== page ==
Pope arrives in Israel on Holy Land tour
Pope Benedict XVI arrives in Israel on Monday amid tensions and tight security.BEN GURION AIRPORT - Pope Benedict XVI arrived in Israel on Monday on the latest part of his Holy Land tour, appealing for religious understanding and Middle East peace.
The pope arrived at Ben Gurion Airport outside Tel Aviv shortly after 8h00 GMT, where he was greeted by senior Israeli officials and top religious leaders.
Israel is arranging strict security for the trip under "Operation White Robe", with tens of thousands of law enforcement officers deployed, entire sections of Jerusalem shut down and Israeli air space closed for the pope's arrival.
But with Israel-Vatican relations strained, the German-born Benedict is not expected to receive the warmth that greeted his predecessor John Paul II on a landmark Holy Land visit in 2000.
Israel is angered over Benedict's supporting the beatification of Nazi-era pope Pius XII and ending the excommunication of a Holocaust-denying British bishop.
The pope flew in from Jordan for a five-day tour in Israel and the Palestinian territories in which he will visit Jewish and Muslim holy sites.
His trip is mainly aimed at encouraging the dwindling Christian population to stay in the Holy Land, as well as promoting peace and dialogue in a conflicted region sacred to the world's three main monotheistic religions.
In Amman, he repeated his request for religious tolerance between Christians and Muslims.
"I would like to encourage all Jordanians, whether Christian or Muslim, to build on the firm foundations of religious tolerance that enable the members of different communities to live together in peace and mutual respect," he said.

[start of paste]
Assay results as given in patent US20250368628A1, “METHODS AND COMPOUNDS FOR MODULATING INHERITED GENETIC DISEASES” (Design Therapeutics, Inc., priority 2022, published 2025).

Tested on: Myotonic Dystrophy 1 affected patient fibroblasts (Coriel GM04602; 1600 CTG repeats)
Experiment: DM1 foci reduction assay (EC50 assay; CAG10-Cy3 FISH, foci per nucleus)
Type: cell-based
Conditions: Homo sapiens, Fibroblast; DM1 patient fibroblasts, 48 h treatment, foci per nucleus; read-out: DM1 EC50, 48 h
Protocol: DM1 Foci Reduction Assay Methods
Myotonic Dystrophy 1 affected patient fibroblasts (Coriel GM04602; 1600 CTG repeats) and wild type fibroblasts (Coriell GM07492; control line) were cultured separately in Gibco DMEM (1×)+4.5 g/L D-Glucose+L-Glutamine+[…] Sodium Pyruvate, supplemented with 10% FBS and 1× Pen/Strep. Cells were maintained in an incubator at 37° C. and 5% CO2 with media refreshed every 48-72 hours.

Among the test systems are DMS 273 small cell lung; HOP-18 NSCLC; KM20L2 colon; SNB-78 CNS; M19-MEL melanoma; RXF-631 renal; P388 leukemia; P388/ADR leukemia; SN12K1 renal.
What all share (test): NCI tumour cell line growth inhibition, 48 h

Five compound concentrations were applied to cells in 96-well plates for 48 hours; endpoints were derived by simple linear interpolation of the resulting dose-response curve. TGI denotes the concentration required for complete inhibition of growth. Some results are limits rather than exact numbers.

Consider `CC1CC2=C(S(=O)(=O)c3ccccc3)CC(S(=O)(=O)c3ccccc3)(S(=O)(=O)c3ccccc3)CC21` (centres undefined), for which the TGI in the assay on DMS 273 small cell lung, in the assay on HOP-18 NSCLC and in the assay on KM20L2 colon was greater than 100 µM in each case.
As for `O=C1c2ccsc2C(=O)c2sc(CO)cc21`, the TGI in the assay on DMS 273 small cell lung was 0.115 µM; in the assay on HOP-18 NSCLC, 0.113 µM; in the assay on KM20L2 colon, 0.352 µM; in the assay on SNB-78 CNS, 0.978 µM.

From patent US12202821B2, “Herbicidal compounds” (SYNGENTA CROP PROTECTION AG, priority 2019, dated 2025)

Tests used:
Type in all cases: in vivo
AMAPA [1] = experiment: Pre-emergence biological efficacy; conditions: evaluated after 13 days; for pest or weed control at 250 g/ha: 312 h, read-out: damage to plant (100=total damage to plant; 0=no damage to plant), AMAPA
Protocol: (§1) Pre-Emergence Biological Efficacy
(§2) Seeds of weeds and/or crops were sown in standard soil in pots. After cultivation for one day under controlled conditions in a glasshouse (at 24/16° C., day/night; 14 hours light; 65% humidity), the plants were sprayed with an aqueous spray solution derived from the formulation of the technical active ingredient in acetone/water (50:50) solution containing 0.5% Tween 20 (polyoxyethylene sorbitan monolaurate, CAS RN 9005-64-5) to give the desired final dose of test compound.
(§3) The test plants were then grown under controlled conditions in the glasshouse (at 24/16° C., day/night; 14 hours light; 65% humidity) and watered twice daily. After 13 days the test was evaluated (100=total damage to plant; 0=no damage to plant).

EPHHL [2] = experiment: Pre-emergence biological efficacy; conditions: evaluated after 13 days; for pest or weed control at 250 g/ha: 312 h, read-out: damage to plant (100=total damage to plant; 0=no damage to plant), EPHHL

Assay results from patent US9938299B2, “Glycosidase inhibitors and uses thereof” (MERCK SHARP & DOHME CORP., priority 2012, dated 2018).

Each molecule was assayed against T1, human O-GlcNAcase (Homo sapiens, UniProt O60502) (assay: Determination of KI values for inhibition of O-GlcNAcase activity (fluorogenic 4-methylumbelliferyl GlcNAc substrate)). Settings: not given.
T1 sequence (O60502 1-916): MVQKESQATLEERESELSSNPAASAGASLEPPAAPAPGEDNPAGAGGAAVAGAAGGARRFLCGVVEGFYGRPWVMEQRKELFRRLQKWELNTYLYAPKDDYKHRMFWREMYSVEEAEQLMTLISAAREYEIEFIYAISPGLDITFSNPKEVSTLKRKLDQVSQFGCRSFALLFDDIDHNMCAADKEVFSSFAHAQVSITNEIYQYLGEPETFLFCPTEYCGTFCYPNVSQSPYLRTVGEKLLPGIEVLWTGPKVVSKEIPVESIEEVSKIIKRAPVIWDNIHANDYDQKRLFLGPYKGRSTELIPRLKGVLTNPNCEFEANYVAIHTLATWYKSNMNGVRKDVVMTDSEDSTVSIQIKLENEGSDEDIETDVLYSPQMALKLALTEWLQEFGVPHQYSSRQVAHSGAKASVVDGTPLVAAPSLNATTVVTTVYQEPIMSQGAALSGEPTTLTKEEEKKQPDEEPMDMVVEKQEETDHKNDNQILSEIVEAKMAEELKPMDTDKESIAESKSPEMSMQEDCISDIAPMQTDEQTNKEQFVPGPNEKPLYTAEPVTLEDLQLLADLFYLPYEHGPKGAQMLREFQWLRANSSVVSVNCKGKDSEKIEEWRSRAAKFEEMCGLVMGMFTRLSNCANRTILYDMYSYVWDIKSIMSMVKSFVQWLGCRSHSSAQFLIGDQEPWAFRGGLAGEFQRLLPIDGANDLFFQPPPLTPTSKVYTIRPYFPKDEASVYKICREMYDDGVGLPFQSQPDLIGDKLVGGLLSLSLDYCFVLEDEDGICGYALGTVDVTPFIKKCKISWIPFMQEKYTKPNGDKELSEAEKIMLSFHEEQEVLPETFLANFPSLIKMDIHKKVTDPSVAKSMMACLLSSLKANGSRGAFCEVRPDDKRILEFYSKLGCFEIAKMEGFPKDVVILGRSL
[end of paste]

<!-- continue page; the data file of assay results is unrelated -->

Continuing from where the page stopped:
On this part of the tour, he will meet senior Israeli and Palestinian leaders, top Christian, Jewish and Muslim religious officials, and Palestinian refugees living near Israel's separation barrier in Bethlehem.
The Palestinians hope to use his visit to draw attention to their troubles, with the West Bank occupied by Israel and Gaza destroyed from Israel's war on the territory at the start of 2009.
Among his first stops in Israel will be the Yad Vashem Holocaust Memorial, where he will lay a wreath in memory of the six million Jews killed by the Nazis during World War II.
But he will not visit the area of the memorial where a caption under a photo of Pius XII says the war-time pope failed to protest against the Holocaust -- a claim the Vatican disputes.
Israel spent about USD 10 million (EUR 7.5 million) on preparations for the visit, but the enthusiasm that greeted Pope John Paul II's historic trip in 2000 -- the first by a pope since Israel and the Vatican established diplomatic ties in 1993 -- is missing.
Benedict was criticised in January when he ended the excommunication of Holocaust-denying British bishop Richard Williamson and three other ultra-conservative bishops in what he called a "discreet gesture of mercy."
There is also concern over the Pius beatification and Benedict's membership of the Hitler Youth, although he said he was enrolled against his will after membership was enforced in 1941.
Over the past few months, preparations were made ahead of the visit.
In Nazareth, dozens of earthmovers tore up a side of Mount Precipice where the pope will give a mass and at the Church of the Holy Sepulchre in Jerusalem, Franciscan monks closed down their chapel to paint the ceiling.
In the Aida refugee camp at Bethlehem, residents hope to use the visit to attract the world's attention to Israel's 8-metre (25-foot) high concrete wall bordering the city.
"Welcome Pope in Aida Camp," was the slogan written in English on the structure.
The pope is also expected to meet the parents of Gilad Shalit, an Israeli serviceman who has was held by Gaza militants since June 2006.
Hours before the pope's arrival, Israeli police closed down a Palestinian press centre in annexed east Jerusalem, where the Palestinians hope to establish the capital of their promised state, but where Israel forbids all official activity by the Palestinian Authority.
Catherine Jouault / AFP / Expatica